U.S. Sen. Ron Wyden, D-Ore., held a private debriefing session Sunday morning with Mosier firefighters about the June 3 oil train derailment in their community.
The federal official then held a public meeting that was attended by emergency responders from multiple agencies, government officials, tribal leaders and interested residents.
“You drive through the Gorge on a beautiful Sunday morning and it kind of confirms what’s at stake,” said Wyden in his greeting.
“In my mind Mosier has set the gold standard for the country about how to deal with enormous challenges.”
He praised firefighters from across the region for orchestrated actions that quickly snuffed the fire that ignited in four of the 16 tankers that derailed on Union Pacific tracks in town.
“It seems an enormous debt of gratitude is owed to our first responders,” he said.
Wyden presented Mosier Fire Chief Jim Appleton with a flag that had been flown over the nation’s capital in honor of the rural department. In return, Appleton provided the T-shirt worn by firefighters from the town with a population of about 400.
The crisis in Mosier, said Wyden, had brought home the need for greater track safety. In addition, he said many of the train cars used to haul flammable materials needed to be upgraded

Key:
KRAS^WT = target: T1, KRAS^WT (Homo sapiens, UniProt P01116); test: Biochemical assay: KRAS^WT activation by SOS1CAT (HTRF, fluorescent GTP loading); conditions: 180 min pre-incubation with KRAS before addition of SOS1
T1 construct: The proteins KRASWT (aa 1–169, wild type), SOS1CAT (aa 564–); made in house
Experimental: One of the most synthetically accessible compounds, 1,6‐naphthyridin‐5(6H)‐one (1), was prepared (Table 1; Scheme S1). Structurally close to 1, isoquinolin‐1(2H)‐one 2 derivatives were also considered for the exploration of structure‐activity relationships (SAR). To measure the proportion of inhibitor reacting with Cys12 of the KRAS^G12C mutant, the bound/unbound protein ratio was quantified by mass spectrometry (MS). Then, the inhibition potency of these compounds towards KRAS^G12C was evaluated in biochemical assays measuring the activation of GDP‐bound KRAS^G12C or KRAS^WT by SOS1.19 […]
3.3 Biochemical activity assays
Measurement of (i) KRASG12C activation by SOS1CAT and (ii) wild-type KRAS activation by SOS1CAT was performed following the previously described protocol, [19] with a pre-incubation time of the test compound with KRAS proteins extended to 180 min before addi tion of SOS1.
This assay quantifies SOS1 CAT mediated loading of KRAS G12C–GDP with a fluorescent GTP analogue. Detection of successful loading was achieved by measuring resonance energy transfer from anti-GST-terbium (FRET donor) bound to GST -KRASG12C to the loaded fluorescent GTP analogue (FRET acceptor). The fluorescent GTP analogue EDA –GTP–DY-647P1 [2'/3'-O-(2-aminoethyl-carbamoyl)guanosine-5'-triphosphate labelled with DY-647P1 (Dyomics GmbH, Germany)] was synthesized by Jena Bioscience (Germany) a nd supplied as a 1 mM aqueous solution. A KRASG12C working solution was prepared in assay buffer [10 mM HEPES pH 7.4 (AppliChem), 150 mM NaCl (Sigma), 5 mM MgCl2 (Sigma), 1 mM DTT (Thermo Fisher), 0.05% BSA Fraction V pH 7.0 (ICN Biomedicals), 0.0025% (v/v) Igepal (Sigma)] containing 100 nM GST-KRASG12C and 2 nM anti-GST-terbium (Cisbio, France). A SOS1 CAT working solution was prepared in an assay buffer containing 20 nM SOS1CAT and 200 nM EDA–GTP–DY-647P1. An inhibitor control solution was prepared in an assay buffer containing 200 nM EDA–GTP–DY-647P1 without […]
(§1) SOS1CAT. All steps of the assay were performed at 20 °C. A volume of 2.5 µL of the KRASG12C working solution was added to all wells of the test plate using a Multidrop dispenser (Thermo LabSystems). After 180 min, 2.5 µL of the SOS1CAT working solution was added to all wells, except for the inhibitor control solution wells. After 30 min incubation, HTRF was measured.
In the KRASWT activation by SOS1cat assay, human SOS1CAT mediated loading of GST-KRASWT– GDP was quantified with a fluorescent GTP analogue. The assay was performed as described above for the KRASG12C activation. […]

He said there also needed to be more funding to help at-risk communities along the tracks.
Toward that end, Wyden said 11 senators, including Jeff Merkley, who also represents Oregon, had sponsored the Hazardous Materials Rail Transportation Safety Improvement Act of 2015.
The bill establishes a fee for use of DOT-111 tank cars, those of lower quality than later models, that are used to transport crude oil, ethanol or other hazardous materials. The fee would start at $175 per shipment and increase each year.
Under the act, $100 million of that funding would be used to reroute tracks handling large volumes of flammable liquids away from population centers and hire more railroad inspectors.
Another $45 million would be expended over three years to train first responders in communities along tracks.
The legislation would also provide tax credits to companies that update tanker cars within the next three years to meet new standards.
The legislation also requires more widespread reporting of hazardous shipments, along with a U.S. Department of Transportation study to determine whether longer freight trains pose greater safety risks.
“I’m not going to allow Oregonians to be tied to unsafe tracks and unsafe cars,” said Wyden. “This is a fresh approach and my sense is that you make it attractive to get cars that are a problem off the rails.”
Appleton told Wyden that life for Mosier residents had been completely disrupted by the derailment and some had been called upon to temporarily leave their homes.
He said emergency responders were suffering from sleep deprivation due to the numerous challenges that had to be dealt with following the incident.